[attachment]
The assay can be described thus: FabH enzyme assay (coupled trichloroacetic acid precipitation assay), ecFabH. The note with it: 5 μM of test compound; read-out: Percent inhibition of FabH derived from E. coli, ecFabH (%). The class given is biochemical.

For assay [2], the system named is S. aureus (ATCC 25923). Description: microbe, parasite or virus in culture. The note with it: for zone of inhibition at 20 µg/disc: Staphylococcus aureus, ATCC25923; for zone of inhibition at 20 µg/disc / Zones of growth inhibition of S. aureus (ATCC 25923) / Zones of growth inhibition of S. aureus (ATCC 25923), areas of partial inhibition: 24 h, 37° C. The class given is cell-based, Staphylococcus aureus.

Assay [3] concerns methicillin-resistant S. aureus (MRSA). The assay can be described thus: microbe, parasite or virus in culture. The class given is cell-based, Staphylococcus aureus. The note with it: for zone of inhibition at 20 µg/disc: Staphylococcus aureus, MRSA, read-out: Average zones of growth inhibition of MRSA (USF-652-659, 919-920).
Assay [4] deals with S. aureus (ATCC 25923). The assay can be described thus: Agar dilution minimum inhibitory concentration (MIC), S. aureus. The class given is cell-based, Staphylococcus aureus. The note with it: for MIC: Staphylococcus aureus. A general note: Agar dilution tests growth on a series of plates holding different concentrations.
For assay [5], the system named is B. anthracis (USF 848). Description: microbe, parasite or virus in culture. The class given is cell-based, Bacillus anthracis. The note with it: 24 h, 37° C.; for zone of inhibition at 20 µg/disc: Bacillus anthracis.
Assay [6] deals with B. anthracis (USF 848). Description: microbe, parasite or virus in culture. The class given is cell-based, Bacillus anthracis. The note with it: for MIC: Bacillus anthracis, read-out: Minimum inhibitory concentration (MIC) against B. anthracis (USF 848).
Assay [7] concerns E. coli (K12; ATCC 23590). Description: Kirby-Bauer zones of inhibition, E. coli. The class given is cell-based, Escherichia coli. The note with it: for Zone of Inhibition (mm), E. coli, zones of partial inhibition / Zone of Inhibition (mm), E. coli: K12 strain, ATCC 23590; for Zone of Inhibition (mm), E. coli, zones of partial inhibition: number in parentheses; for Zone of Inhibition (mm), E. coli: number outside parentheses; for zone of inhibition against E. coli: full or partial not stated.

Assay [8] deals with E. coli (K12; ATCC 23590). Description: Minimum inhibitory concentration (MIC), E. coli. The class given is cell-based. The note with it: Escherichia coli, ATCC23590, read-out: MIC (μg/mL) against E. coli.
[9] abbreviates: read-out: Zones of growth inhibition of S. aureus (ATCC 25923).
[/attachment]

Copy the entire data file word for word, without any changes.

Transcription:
The assay can be described thus: FabH enzyme assay (coupled trichloroacetic acid precipitation assay), ecFabH. The note with it: 5 μM of test compound; read-out: Percent inhibition of FabH derived from E. coli, ecFabH (%). The class given is biochemical.

For assay [2], the system named is S. aureus (ATCC 25923). Description: microbe, parasite or virus in culture. The note with it: for zone of inhibition at 20 µg/disc: Staphylococcus aureus, ATCC25923; for zone of inhibition at 20 µg/disc / Zones of growth inhibition of S. aureus (ATCC 25923) / Zones of growth inhibition of S. aureus (ATCC 25923), areas of partial inhibition: 24 h, 37° C. The class given is cell-based, Staphylococcus aureus.

Assay [3] concerns methicillin-resistant S. aureus (MRSA). The assay can be described thus: microbe, parasite or virus in culture. The class given is cell-based, Staphylococcus aureus. The note with it: for zone of inhibition at 20 µg/disc: Staphylococcus aureus, MRSA, read-out: Average zones of growth inhibition of MRSA (USF-652-659, 919-920).
Assay [4] deals with S. aureus (ATCC 25923). The assay can be described thus: Agar dilution minimum inhibitory concentration (MIC), S. aureus. The class given is cell-based, Staphylococcus aureus. The note with it: for MIC: Staphylococcus aureus. A general note: Agar dilution tests growth on a series of plates holding different concentrations.
For assay [5], the system named is B. anthracis (USF 848). Description: microbe, parasite or virus in culture. The class given is cell-based, Bacillus anthracis. The note with it: 24 h, 37° C.; for zone of inhibition at 20 µg/disc: Bacillus anthracis.
Assay [6] deals with B. anthracis (USF 848). Description: microbe, parasite or virus in culture. The class given is cell-based, Bacillus anthracis. The note with it: for MIC: Bacillus anthracis, read-out: Minimum inhibitory concentration (MIC) against B. anthracis (USF 848).
Assay [7] concerns E. coli (K12; ATCC 23590). Description: Kirby-Bauer zones of inhibition, E. coli. The class given is cell-based, Escherichia coli. The note with it: for Zone of Inhibition (mm), E. coli, zones of partial inhibition / Zone of Inhibition (mm), E. coli: K12 strain, ATCC 23590; for Zone of Inhibition (mm), E. coli, zones of partial inhibition: number in parentheses; for Zone of Inhibition (mm), E. coli: number outside parentheses; for zone of inhibition against E. coli: full or partial not stated.

Assay [8] deals with E. coli (K12; ATCC 23590). Description: Minimum inhibitory concentration (MIC), E. coli. The class given is cell-based. The note with it: Escherichia coli, ATCC23590, read-out: MIC (μg/mL) against E. coli.
[9] abbreviates: read-out: Zones of growth inhibition of S. aureus (ATCC 25923).